Most PR pros know social media is well past the point of being an optional, add-on service. Most of us have been helping our clients navigate the digital waters for years. We’re familiar and comfortable with social media. And that can be a problem.
When we become comfortable, we often fall into routines. We let auto-pilot take over. It makes our jobs easier, but in doing so, we can take for granted some of the most fundamental principles of social media.
The solution? Stop trying to be so clever and get back to basics. Keep in mind these five guiding principles and you will ensure your clients are getting the most out of your social media efforts:
1. Align your social media tactics with your clients’ business objectives. Many businesses are eager to get involved in social media simply because they don’t want to fall behind their competitors. Don’t let your clients’ fear of missing out drive your online efforts. That results in social media operations that are obligatory rather than strategic. Social media is an extension of your client’s broader efforts. Ask your client what he or she hopes to accomplish, and identify platforms and tactics that can support those objectives.
2. Give your audience what it wants. Deliver engaging content that can spur people to action. Before you make content public, ask yourself, “Would I click/respond to/share this if my client wasn’t paying me to do so?” You don’t have to answer yes every time, but it should be the answer pretty often. That means you must know your audience. Social media is not one-size-fits-all.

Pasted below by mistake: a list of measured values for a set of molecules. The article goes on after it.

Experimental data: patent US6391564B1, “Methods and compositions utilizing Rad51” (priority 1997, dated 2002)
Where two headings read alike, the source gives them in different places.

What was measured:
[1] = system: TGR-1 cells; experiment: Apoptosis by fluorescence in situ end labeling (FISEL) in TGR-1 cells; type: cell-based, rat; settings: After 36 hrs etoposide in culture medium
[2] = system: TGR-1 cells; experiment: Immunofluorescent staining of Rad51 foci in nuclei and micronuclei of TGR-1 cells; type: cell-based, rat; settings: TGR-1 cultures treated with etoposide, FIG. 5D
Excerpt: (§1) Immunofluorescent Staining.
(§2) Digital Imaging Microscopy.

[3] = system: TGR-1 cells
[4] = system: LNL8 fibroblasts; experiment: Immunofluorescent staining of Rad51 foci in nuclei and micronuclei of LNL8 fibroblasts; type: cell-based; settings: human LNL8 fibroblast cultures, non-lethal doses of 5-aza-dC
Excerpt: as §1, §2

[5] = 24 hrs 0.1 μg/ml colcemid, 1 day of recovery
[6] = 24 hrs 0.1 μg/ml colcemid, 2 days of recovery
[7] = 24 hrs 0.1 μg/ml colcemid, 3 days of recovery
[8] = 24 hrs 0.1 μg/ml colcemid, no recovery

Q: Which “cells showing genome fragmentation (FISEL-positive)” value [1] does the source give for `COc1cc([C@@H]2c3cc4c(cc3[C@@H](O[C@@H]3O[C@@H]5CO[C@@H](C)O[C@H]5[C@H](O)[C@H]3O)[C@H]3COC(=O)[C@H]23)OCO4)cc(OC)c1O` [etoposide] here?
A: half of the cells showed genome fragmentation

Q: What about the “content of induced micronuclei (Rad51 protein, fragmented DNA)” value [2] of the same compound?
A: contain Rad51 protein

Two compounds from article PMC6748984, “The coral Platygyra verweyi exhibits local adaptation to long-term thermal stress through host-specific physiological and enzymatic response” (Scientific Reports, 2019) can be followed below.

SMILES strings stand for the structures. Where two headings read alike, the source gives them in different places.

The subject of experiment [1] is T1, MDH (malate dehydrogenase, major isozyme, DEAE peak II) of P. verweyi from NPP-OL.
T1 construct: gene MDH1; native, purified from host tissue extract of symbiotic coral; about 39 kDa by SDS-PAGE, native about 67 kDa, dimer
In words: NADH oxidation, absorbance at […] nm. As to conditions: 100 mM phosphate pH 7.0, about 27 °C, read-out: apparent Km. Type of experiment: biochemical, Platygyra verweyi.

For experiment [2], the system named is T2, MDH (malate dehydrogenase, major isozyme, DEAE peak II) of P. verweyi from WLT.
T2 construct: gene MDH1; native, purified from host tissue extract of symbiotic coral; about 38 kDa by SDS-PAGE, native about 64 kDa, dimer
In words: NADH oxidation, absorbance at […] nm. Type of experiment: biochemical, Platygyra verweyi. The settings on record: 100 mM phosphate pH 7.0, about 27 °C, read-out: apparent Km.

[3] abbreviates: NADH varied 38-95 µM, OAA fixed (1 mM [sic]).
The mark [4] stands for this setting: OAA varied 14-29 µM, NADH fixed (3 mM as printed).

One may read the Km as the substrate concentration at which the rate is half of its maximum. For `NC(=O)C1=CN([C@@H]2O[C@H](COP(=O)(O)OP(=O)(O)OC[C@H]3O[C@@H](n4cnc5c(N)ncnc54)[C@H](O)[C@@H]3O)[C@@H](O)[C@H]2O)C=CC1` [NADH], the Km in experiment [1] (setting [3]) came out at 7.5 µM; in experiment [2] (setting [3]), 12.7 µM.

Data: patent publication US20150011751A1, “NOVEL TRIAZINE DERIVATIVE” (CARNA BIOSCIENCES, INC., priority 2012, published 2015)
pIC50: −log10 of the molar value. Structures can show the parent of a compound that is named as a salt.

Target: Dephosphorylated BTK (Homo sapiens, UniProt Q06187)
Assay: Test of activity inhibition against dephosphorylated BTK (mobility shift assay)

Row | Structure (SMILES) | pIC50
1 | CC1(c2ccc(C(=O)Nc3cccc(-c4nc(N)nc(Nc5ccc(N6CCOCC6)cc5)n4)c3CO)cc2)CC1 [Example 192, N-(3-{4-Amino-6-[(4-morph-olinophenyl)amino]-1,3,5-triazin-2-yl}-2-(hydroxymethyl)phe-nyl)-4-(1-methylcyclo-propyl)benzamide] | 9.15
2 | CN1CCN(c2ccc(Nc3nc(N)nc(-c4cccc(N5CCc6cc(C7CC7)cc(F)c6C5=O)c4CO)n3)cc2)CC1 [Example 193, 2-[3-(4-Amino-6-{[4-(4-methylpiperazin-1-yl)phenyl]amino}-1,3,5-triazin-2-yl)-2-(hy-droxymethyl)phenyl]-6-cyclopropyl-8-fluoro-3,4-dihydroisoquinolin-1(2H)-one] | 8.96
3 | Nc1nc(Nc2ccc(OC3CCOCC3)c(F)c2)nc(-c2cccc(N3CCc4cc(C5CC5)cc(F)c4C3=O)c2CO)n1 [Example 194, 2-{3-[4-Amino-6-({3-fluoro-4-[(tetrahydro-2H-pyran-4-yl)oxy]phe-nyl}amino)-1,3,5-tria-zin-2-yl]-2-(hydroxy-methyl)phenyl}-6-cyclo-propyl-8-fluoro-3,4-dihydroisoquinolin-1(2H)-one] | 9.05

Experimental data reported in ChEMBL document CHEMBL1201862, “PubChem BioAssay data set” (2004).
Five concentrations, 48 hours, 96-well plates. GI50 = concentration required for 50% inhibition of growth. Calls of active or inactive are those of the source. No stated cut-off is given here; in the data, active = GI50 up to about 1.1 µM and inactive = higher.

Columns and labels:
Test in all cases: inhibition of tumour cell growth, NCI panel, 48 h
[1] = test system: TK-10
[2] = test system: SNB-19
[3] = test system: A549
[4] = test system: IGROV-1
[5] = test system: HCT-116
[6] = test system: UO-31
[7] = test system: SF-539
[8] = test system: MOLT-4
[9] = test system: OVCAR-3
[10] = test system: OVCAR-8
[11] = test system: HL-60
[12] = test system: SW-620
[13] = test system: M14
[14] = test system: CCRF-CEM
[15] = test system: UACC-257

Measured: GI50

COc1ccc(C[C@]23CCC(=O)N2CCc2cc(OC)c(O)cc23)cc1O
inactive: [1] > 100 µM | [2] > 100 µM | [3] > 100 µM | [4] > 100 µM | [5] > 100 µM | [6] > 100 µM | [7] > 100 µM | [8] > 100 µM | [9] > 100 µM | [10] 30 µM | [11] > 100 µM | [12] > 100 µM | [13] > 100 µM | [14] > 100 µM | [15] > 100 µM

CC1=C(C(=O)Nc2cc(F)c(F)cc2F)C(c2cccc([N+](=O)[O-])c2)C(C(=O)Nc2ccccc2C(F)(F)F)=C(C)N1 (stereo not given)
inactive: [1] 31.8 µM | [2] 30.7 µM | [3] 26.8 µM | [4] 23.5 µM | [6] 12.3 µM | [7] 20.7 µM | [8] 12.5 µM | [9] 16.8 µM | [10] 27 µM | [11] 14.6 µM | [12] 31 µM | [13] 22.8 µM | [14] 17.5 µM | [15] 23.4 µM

3. Be human. We hear the term “social media” so often, most of us probably don’t think much about it. When it comes to business, it’s especially easy to forget the social aspect of it.
Results are important, to be sure, but don’t get so caught up in analytics and metrics that you lose sight of the big picture. You’ll end up with content that is data-driven rather than people-driven, the marketing equivalent of “teaching to the test.” What gets lost in the mix is authenticity, the human element that puts the “social” in “social media.”
4. Evolve. If your clients have been active in social media for several years, good for you. They were ahead of the curve. The question now is: What have you done to help them stay there?
Facebook and Twitter may have been the only tools your client really needed when they got started, but chances are, they’re not the only ones you should be using today. Talk to your clients, colleagues and friends regularly about what social platforms they’re using, and keep an eye out for emerging or niche platforms that haven’t yet hit the mainstream.
5. Listen. Social media isn’t a soapbox. It’s a dialogue. If you’re not engaging with people, you’re doing it wrong. How can you engage if you’re not listening? At best, you will miss out on valuable feedback and insights from your target audience. At worst, you risk overlooking or ignoring important information and posting content that makes you appear insensitive and tone-deaf. It’s one of the major risks of using admittedly convenient social media automation software that lets you set it and forget it. Besides, people can tell when you’re listening.
Tom Corsillo oversees digital and social media for The Marino Organization (TMO), a NYC-based public relations agency. In 2011, while working with Morton’s The Steakhouse, TMO orchestrated what Peter Shankman called “The Greatest Customer Service Story Ever Told.“